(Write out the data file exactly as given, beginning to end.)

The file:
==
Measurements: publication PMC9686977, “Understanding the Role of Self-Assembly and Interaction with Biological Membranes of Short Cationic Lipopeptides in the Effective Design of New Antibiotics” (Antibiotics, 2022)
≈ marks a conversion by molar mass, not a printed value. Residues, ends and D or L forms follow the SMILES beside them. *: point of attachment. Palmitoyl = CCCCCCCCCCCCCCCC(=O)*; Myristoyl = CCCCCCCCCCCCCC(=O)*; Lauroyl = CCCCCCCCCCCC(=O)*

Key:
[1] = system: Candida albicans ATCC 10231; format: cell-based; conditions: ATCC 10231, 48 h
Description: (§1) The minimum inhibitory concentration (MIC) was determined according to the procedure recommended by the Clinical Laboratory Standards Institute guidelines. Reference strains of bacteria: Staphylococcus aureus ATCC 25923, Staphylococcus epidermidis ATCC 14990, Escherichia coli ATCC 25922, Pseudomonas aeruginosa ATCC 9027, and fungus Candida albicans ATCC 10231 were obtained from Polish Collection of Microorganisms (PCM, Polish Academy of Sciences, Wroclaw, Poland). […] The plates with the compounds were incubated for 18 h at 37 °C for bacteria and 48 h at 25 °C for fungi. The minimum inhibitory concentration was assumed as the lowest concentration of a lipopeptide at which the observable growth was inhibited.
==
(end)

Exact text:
Measurements: publication PMC9686977, “Understanding the Role of Self-Assembly and Interaction with Biological Membranes of Short Cationic Lipopeptides in the Effective Design of New Antibiotics” (Antibiotics, 2022)
≈ marks a conversion by molar mass, not a printed value. Residues, ends and D or L forms follow the SMILES beside them. *: point of attachment. Palmitoyl = CCCCCCCCCCCCCCCC(=O)*; Myristoyl = CCCCCCCCCCCCCC(=O)*; Lauroyl = CCCCCCCCCCCC(=O)*

Key:
[1] = system: Candida albicans ATCC 10231; format: cell-based; conditions: ATCC 10231, 48 h
Description: (§1) The minimum inhibitory concentration (MIC) was determined according to the procedure recommended by the Clinical Laboratory Standards Institute guidelines. Reference strains of bacteria: Staphylococcus aureus ATCC 25923, Staphylococcus epidermidis ATCC 14990, Escherichia coli ATCC 25922, Pseudomonas aeruginosa ATCC 9027, and fungus Candida albicans ATCC 10231 were obtained from Polish Collection of Microorganisms (PCM, Polish Academy of Sciences, Wroclaw, Poland). […] The plates with the compounds were incubated for 18 h at 37 °C for bacteria and 48 h at 25 °C for fungi. The minimum inhibitory concentration was assumed as the lowest concentration of a lipopeptide at which the observable growth was inhibited.